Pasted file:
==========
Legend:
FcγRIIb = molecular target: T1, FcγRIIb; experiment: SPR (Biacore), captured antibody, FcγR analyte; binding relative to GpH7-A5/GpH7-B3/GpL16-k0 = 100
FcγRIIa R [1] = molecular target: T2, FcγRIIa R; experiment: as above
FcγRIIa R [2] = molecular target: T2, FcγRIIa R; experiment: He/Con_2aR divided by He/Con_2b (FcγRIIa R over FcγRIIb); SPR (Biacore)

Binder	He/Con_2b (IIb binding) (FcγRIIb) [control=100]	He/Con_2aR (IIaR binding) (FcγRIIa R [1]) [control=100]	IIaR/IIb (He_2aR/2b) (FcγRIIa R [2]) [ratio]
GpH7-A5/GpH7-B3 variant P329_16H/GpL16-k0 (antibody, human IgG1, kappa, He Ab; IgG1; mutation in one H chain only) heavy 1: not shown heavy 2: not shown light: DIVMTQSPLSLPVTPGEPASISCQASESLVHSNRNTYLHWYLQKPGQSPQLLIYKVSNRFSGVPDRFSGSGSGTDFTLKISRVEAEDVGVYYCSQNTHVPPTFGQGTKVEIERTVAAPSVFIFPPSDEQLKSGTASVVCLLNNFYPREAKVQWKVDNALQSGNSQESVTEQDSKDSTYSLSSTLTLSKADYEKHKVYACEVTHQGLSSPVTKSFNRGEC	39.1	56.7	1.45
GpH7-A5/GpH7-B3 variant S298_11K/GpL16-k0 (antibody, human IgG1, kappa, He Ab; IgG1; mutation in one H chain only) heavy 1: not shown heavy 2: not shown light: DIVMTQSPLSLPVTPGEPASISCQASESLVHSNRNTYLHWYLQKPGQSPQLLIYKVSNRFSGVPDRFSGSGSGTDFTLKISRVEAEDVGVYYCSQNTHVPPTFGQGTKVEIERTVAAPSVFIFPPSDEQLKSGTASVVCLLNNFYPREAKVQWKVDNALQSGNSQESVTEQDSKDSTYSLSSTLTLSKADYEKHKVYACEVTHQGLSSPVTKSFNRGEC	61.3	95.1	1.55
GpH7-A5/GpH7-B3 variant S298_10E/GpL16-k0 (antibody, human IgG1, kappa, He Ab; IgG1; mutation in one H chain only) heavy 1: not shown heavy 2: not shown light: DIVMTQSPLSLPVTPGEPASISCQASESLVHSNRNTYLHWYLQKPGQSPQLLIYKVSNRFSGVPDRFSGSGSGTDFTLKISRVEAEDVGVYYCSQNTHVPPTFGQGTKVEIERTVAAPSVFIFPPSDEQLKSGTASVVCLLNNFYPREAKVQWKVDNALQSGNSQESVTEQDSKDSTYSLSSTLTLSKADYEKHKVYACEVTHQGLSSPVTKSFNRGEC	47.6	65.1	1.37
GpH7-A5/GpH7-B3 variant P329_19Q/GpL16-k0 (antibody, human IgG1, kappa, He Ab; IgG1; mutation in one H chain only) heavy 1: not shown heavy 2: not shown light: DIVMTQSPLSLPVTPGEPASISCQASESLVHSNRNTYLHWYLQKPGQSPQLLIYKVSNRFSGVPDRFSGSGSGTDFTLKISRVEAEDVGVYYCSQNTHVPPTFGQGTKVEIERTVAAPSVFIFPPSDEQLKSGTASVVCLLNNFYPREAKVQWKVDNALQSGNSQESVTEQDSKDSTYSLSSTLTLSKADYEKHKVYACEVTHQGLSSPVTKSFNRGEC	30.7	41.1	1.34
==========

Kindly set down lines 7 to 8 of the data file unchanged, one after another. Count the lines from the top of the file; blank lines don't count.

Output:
GpH7-A5/GpH7-B3 variant S298_11K/GpL16-k0 (antibody, human IgG1, kappa, He Ab; IgG1; mutation in one H chain only) heavy 1: not shown heavy 2: not shown light: DIVMTQSPLSLPVTPGEPASISCQASESLVHSNRNTYLHWYLQKPGQSPQLLIYKVSNRFSGVPDRFSGSGSGTDFTLKISRVEAEDVGVYYCSQNTHVPPTFGQGTKVEIERTVAAPSVFIFPPSDEQLKSGTASVVCLLNNFYPREAKVQWKVDNALQSGNSQESVTEQDSKDSTYSLSSTLTLSKADYEKHKVYACEVTHQGLSSPVTKSFNRGEC	61.3	95.1	1.55
GpH7-A5/GpH7-B3 variant S298_10E/GpL16-k0 (antibody, human IgG1, kappa, He Ab; IgG1; mutation in one H chain only) heavy 1: not shown heavy 2: not shown light: DIVMTQSPLSLPVTPGEPASISCQASESLVHSNRNTYLHWYLQKPGQSPQLLIYKVSNRFSGVPDRFSGSGSGTDFTLKISRVEAEDVGVYYCSQNTHVPPTFGQGTKVEIERTVAAPSVFIFPPSDEQLKSGTASVVCLLNNFYPREAKVQWKVDNALQSGNSQESVTEQDSKDSTYSLSSTLTLSKADYEKHKVYACEVTHQGLSSPVTKSFNRGEC	47.6	65.1	1.37